The rapid growth of the shadow banking system, such as hedge funds, money market funds and structured investment companies, now account for 24% of total global financial assets (Financial Stability Board, 2013). These non-banks are supplanting the role of traditional banks in corporate lending and investment as the latter face increased regulation.
So it is vital to maintain pressure for fundamental reform and re-regulation of the financial system. Failure to do so could lead to the return of a laissez faire approach and another financial and economic crisis sooner than would otherwise be the case.
Furthermore, transnational free trade agreements (TTIP, CETE and TISA) currently being negotiated will reinforce austerity measures, further embed neoliberal policies and increase corporate power. Continued monetising of the public sector and growth of a social investment and social impact bonds will pose new threats to jobs and services.
Trade union, student union and community membership models are vitally important in organising and sustaining action strategies. They provide organisational structures, resources, a degree of stability and varying degrees of democratic accountability. It should not be a competition between organisational and ‘movement’ models, but how they can all contribute to the same objectives and demands.
Participants in campaigns and social movements may politically identify with organisations or movements, but not necessarily through formal membership.
New membership categories should be created to enhance organising strategies. Traditional organisational strengths are often overstated and weaknesses covered up to maintain bureaucratic control.
This may also be intended to prevent political challenge to existing relations with social democratic parties, which in many cases now occupy the right of centre political ground.
The vibrancy of many social movements and their ability to target corporate interests and to build opposition to public spending cuts and privatisation should be regarded as an addition to and not an alternative to workplace and community organising and building sustainable alliances.
Trade unions must be more proactive in advancing alternative policies for public ownership, re-municipalisation and innovation to retain and improve in-house services.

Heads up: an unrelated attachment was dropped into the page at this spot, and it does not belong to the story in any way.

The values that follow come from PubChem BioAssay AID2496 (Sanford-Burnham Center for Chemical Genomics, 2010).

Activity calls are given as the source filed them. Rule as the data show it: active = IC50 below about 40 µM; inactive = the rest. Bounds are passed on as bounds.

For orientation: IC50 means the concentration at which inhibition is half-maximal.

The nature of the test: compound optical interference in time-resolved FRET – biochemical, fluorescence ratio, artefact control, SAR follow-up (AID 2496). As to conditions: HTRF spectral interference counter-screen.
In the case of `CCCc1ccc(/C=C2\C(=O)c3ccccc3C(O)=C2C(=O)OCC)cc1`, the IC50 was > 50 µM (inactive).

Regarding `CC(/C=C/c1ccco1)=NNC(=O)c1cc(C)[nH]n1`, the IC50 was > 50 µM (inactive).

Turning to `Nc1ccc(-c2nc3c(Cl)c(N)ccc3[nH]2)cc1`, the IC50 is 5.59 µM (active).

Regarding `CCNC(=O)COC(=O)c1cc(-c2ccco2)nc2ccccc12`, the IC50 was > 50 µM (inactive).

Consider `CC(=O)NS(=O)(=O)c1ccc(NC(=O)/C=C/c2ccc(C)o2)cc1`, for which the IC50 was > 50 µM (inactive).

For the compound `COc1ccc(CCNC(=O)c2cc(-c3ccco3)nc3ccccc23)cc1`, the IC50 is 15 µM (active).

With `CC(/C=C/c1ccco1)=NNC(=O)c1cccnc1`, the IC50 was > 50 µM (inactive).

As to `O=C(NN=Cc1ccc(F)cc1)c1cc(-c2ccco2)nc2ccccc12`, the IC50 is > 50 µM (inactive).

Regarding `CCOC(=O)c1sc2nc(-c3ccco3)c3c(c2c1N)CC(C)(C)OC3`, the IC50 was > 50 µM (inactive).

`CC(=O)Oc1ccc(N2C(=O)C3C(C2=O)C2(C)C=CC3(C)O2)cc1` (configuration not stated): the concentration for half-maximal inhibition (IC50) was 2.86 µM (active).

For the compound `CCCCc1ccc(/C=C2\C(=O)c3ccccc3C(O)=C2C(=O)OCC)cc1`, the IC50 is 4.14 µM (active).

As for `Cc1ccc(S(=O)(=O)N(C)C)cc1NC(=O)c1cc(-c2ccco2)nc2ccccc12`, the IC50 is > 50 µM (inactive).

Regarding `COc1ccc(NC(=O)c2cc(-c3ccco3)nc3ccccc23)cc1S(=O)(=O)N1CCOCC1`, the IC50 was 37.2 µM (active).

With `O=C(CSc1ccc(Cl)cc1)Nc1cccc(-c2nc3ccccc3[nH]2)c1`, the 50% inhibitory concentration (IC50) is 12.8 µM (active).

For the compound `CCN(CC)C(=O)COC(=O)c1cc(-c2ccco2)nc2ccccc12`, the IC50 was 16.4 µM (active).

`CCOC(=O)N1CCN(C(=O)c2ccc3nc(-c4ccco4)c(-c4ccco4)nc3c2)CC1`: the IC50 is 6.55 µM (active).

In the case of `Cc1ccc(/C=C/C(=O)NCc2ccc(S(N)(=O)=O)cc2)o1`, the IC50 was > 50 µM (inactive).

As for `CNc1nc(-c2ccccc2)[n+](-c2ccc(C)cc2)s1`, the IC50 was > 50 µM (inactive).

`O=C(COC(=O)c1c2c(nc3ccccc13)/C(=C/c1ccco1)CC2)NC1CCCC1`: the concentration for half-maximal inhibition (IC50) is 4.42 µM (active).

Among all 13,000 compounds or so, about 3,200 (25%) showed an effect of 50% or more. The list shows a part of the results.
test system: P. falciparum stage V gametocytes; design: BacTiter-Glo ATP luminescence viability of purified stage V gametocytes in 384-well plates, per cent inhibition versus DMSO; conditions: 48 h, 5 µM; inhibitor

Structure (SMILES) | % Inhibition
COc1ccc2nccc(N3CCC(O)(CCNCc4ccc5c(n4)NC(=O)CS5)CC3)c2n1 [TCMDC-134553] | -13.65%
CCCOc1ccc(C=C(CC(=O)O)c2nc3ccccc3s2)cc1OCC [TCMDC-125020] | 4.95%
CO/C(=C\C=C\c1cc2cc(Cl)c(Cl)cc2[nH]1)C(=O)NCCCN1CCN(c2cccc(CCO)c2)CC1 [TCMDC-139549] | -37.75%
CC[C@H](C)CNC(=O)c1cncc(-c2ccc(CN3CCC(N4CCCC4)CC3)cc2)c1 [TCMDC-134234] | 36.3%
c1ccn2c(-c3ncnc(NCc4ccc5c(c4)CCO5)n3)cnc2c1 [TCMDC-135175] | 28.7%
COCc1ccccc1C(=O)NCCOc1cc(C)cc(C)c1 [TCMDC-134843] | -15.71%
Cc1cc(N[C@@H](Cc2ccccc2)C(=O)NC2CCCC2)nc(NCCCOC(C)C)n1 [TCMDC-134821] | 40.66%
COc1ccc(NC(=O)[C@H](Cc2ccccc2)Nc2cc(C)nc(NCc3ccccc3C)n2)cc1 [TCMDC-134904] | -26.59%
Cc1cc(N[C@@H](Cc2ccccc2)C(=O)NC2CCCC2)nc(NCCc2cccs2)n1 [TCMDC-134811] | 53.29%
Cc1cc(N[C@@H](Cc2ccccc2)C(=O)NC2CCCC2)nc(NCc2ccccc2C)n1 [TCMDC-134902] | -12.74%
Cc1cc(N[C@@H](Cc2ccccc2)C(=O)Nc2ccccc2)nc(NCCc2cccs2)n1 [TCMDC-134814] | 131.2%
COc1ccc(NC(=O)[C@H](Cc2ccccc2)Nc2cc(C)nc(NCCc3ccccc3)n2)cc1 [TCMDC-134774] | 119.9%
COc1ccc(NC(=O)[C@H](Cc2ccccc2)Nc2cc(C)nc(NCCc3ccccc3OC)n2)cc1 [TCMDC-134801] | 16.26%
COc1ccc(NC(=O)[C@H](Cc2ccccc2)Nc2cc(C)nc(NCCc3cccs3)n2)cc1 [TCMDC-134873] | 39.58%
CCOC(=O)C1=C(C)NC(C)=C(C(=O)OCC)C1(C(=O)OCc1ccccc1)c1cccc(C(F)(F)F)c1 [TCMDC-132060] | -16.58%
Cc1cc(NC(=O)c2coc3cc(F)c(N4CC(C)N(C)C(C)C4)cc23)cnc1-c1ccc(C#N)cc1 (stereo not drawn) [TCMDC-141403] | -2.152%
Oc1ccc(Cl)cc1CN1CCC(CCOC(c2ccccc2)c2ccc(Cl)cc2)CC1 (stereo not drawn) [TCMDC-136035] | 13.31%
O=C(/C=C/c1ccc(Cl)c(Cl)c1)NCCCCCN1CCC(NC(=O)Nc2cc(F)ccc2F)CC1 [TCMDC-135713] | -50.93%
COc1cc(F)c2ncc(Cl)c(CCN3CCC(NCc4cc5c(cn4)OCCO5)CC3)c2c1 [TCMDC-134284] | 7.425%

Action-based alliances are needed to challenge the acceleration of neoliberal transformation of public services through outsourcing, private finance and privatisation. Opportunities must be grasped to organise and jointly campaign on the economic, social, health, environmental and social justice challenges confronting their members, families and communities. But twin-track strategies of opposing policies nationally, but negotiating individual projects locally, are only viable if they incorporate national alliances.
Local strategic advice, research and investigation and technical expertise is needed locally to intervene more effectively in the review, options appraisal, business case and procurement processes. This will require a re-prioritisation of objectives and resources to achieve a step change in trade union capability and capacity.
The UK voluntary sector is now deeply divided between organisations engaging in the outsourcing public services and those opposing this approach in principle. Further action is needed to prevent the sector adopting private sector employment practices in a race to the bottom to win contracts.
New approaches to organising, building alliances and action strategies will require ideological and cultural change within trade unions, community and civil society organisations. Since ‘business as usual’ is not a viable public service option, neither is it an option for organisations opposing austerity and neoliberalism.
This article is by Dexter Whitfield and is drawn from his 2014 book Unmasking Austerity: Opposition and Alternatives in Europe and North America, by Dexter Whitfield, 2014, Spokesman Books (eBook)http://www.spokesmanbooks.com/acatalog/ePUB_eBooks.html#a806 or from Amazon Kindle.